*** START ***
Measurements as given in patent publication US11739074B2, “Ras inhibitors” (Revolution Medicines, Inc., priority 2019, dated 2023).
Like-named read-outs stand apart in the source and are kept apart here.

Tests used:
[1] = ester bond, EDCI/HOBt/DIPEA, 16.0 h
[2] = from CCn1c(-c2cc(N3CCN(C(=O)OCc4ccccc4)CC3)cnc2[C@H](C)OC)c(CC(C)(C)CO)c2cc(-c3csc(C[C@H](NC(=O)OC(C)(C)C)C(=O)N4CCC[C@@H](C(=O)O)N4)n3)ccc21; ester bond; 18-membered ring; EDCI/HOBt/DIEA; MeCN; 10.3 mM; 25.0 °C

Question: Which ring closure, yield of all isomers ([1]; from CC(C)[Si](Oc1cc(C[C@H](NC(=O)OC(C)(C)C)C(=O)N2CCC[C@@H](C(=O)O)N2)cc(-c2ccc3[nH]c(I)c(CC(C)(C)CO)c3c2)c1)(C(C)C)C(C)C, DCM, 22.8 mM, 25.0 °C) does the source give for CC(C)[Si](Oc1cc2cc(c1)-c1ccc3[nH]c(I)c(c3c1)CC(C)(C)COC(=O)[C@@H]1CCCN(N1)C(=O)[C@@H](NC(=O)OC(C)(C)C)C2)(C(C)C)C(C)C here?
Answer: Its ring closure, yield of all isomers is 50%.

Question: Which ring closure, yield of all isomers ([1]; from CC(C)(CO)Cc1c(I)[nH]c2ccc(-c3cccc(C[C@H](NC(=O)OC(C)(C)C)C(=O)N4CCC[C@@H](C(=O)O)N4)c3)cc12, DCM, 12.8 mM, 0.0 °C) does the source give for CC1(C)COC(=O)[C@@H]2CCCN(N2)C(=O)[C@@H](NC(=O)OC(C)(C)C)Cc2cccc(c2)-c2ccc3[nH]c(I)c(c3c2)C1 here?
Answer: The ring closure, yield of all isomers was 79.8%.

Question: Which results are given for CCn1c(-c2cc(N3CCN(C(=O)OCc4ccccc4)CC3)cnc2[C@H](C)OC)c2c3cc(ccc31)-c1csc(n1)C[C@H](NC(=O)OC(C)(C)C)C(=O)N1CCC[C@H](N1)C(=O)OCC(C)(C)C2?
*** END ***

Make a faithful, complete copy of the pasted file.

Measurements as given in patent publication US11739074B2, “Ras inhibitors” (Revolution Medicines, Inc., priority 2019, dated 2023).
Like-named read-outs stand apart in the source and are kept apart here.

Tests used:
[1] = ester bond, EDCI/HOBt/DIPEA, 16.0 h
[2] = from CCn1c(-c2cc(N3CCN(C(=O)OCc4ccccc4)CC3)cnc2[C@H](C)OC)c(CC(C)(C)CO)c2cc(-c3csc(C[C@H](NC(=O)OC(C)(C)C)C(=O)N4CCC[C@@H](C(=O)O)N4)n3)ccc21; ester bond; 18-membered ring; EDCI/HOBt/DIEA; MeCN; 10.3 mM; 25.0 °C

Question: Which ring closure, yield of all isomers ([1]; from CC(C)[Si](Oc1cc(C[C@H](NC(=O)OC(C)(C)C)C(=O)N2CCC[C@@H](C(=O)O)N2)cc(-c2ccc3[nH]c(I)c(CC(C)(C)CO)c3c2)c1)(C(C)C)C(C)C, DCM, 22.8 mM, 25.0 °C) does the source give for CC(C)[Si](Oc1cc2cc(c1)-c1ccc3[nH]c(I)c(c3c1)CC(C)(C)COC(=O)[C@@H]1CCCN(N1)C(=O)[C@@H](NC(=O)OC(C)(C)C)C2)(C(C)C)C(C)C here?
Answer: Its ring closure, yield of all isomers is 50%.

Question: Which ring closure, yield of all isomers ([1]; from CC(C)(CO)Cc1c(I)[nH]c2ccc(-c3cccc(C[C@H](NC(=O)OC(C)(C)C)C(=O)N4CCC[C@@H](C(=O)O)N4)c3)cc12, DCM, 12.8 mM, 0.0 °C) does the source give for CC1(C)COC(=O)[C@@H]2CCCN(N2)C(=O)[C@@H](NC(=O)OC(C)(C)C)Cc2cccc(c2)-c2ccc3[nH]c(I)c(c3c2)C1 here?
Answer: The ring closure, yield of all isomers was 79.8%.

Question: Which results are given for CCn1c(-c2cc(N3CCN(C(=O)OCc4ccccc4)CC3)cnc2[C@H](C)OC)c2c3cc(ccc31)-c1csc(n1)C[C@H](NC(=O)OC(C)(C)C)C(=O)N1CCC[C@H](N1)C(=O)OCC(C)(C)C2?